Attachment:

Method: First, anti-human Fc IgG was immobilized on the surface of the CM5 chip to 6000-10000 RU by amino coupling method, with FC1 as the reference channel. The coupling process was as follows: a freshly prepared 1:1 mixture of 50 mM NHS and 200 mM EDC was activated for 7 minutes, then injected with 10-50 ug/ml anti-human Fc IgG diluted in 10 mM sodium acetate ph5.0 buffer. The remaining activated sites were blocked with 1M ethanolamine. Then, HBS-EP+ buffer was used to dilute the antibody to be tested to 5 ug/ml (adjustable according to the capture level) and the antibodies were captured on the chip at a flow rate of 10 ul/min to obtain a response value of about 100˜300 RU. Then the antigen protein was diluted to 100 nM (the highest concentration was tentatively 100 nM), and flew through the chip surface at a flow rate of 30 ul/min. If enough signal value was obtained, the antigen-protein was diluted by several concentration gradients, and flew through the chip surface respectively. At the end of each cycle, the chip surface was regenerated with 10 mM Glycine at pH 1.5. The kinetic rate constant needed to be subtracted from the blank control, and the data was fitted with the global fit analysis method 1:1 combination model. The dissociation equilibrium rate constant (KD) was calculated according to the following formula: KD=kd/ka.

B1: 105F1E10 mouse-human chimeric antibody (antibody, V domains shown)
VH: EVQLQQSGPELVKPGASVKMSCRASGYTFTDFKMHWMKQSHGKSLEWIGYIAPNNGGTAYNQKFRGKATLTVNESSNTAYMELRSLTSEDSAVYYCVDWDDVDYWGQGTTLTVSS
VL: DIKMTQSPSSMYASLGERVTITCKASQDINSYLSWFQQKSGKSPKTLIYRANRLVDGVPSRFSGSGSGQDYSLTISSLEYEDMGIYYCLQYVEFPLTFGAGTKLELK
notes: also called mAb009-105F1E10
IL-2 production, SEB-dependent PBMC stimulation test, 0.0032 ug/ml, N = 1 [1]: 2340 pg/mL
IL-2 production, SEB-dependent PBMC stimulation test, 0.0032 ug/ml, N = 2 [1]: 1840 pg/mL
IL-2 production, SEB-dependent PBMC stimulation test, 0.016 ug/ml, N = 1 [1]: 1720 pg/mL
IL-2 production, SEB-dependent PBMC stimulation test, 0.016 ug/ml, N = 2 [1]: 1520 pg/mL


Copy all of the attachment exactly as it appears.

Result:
Method: First, anti-human Fc IgG was immobilized on the surface of the CM5 chip to 6000-10000 RU by amino coupling method, with FC1 as the reference channel. The coupling process was as follows: a freshly prepared 1:1 mixture of 50 mM NHS and 200 mM EDC was activated for 7 minutes, then injected with 10-50 ug/ml anti-human Fc IgG diluted in 10 mM sodium acetate ph5.0 buffer. The remaining activated sites were blocked with 1M ethanolamine. Then, HBS-EP+ buffer was used to dilute the antibody to be tested to 5 ug/ml (adjustable according to the capture level) and the antibodies were captured on the chip at a flow rate of 10 ul/min to obtain a response value of about 100˜300 RU. Then the antigen protein was diluted to 100 nM (the highest concentration was tentatively 100 nM), and flew through the chip surface at a flow rate of 30 ul/min. If enough signal value was obtained, the antigen-protein was diluted by several concentration gradients, and flew through the chip surface respectively. At the end of each cycle, the chip surface was regenerated with 10 mM Glycine at pH 1.5. The kinetic rate constant needed to be subtracted from the blank control, and the data was fitted with the global fit analysis method 1:1 combination model. The dissociation equilibrium rate constant (KD) was calculated according to the following formula: KD=kd/ka.

B1: 105F1E10 mouse-human chimeric antibody (antibody, V domains shown)
VH: EVQLQQSGPELVKPGASVKMSCRASGYTFTDFKMHWMKQSHGKSLEWIGYIAPNNGGTAYNQKFRGKATLTVNESSNTAYMELRSLTSEDSAVYYCVDWDDVDYWGQGTTLTVSS
VL: DIKMTQSPSSMYASLGERVTITCKASQDINSYLSWFQQKSGKSPKTLIYRANRLVDGVPSRFSGSGSGQDYSLTISSLEYEDMGIYYCLQYVEFPLTFGAGTKLELK
notes: also called mAb009-105F1E10
IL-2 production, SEB-dependent PBMC stimulation test, 0.0032 ug/ml, N = 1 [1]: 2340 pg/mL
IL-2 production, SEB-dependent PBMC stimulation test, 0.0032 ug/ml, N = 2 [1]: 1840 pg/mL
IL-2 production, SEB-dependent PBMC stimulation test, 0.016 ug/ml, N = 1 [1]: 1720 pg/mL
IL-2 production, SEB-dependent PBMC stimulation test, 0.016 ug/ml, N = 2 [1]: 1520 pg/mL